Orange testing OPNFV Brahmaputra in its French labs
- Testing underway to create a telco-grade reference implementation platform
- Latest OPNFV release interconnects VNFs with VPNs
- Results will be incorporated into the OPNFV integration framework
Orange has announced that it is performing interoperability and service tests for the latest OPNFV release, Brahmaputra, which launched at the beginning of March. The tests are being conducted on the telco’s two OPNFV testing platforms in France, which are part of the OPNFV Pharos Community Labs project. The results will be incorporated into the ongoing integration framework for Brahmaputra.
OPNFV Brahmaputra includes functional testing and installer support for an extension of the network component of OpenStack. It integrates a new feature, allowing interconnections between virtual network functions (VNFs) and virtual private networks via a programming interface. The initial work, which was instigated by Orange, has been leveraged within the OPNFV open source project and acted as a catalyst to foster additional contributions.
“With our partners, we are contributing to the key OPNFV open source project, which aims to jointly build a telco-grade reference implementation platform,” said Alain Maloberti, SVP of Orange Labs Networks. “With interoperability and openness at the core of our strategy, this platform will be an important milestone in turning the NFV promise into a reality. We have been inspired by the success of the second OPNFV release, Brahmaputra, and look forward to integrating this open source NFV infrastructure in our On-Demand Networks programme.”
Orange laboratories launched in July 2015 and are located in Paris and Lannion. They are available to manufacturers and OPNFV contributors looking to test technical components that make up a robust open source NFV infrastructure that is both open and interoperable. Orange says that it is committed to the creation of an industry-wide ecosystem that will support mature and interoperable NFV solutions. Its own transformation efforts are focused towards leveraging NFV and software-defined networking (SDN) technologies to meet evolving customer requirements for on-demand networks.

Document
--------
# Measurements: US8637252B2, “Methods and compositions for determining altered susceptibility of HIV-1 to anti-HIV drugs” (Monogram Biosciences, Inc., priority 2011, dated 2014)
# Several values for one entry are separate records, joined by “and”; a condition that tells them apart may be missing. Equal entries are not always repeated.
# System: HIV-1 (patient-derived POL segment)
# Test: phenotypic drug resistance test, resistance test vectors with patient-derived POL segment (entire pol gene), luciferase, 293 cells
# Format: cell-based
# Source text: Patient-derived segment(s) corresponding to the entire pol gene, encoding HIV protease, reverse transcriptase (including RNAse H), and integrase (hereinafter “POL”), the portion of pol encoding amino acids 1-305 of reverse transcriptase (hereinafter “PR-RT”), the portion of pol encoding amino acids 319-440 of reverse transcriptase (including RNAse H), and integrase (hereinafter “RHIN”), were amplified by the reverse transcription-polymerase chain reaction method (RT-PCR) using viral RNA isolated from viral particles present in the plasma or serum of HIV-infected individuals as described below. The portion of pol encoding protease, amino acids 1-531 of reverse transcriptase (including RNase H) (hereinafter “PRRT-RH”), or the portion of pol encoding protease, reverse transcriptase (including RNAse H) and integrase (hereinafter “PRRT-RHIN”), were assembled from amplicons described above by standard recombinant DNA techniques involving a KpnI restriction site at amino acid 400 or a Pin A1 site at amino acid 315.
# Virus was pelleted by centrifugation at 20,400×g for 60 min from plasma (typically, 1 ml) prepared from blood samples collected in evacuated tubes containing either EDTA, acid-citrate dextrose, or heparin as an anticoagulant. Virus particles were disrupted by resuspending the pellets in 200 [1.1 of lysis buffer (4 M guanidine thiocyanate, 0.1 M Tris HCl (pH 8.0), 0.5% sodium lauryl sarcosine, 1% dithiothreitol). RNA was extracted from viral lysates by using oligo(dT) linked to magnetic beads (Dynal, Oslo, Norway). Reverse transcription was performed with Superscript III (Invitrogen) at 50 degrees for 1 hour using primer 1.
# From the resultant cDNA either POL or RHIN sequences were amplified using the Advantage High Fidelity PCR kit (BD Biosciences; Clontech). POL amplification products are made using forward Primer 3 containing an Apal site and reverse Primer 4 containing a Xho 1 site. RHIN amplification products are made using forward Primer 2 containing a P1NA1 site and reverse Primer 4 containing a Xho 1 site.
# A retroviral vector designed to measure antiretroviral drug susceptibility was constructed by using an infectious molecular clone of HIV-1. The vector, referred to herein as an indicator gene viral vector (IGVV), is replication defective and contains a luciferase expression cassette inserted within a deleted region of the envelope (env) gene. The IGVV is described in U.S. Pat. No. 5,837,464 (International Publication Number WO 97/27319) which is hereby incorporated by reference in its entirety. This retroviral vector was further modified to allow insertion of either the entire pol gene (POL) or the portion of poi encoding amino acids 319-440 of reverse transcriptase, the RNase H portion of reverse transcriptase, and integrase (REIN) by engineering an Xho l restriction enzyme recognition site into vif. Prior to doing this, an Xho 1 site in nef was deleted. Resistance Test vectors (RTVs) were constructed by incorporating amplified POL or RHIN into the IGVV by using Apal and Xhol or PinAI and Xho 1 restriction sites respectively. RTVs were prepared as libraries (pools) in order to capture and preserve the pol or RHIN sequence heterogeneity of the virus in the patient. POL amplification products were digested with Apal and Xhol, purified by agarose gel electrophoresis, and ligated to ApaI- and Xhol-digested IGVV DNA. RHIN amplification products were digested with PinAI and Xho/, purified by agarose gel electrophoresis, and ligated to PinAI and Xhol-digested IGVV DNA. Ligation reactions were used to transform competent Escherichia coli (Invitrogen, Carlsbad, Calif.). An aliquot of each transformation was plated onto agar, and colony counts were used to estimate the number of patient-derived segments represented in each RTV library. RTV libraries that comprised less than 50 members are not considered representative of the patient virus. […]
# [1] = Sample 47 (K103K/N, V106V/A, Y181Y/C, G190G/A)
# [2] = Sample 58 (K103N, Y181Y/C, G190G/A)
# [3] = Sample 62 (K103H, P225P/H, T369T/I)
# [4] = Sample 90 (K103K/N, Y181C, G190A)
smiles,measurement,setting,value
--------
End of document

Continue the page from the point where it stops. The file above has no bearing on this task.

Creating a “telco-grade reference implementation platform” is an important step in the development of NFV. Let’s be very clear: NFV is, fundamentally, already telco-grade (or carrier grade, if you like). There are no two choices: telco-grade and non-telco-grade – it’s all NFV. However, it is crucially important that NFV be implemented to telco-standards and practices. Like all legacy networking equipment, if you install it wrong then it won’t be fit for purpose and won’t operate to “telco-grade” levels; it’s the same with NFV.
Regular viewers will know that TelecomTV has been closely following the development of NFV (we have the largest collection of video interviews and PoCs available to watch free of charge), and continues to do so. Next month, we will be present at the NFV World Congress event in Santa Clara, and with more ETSI and OPNFV events to follow, we will be updating our definitive video collection with the latest news and developments.
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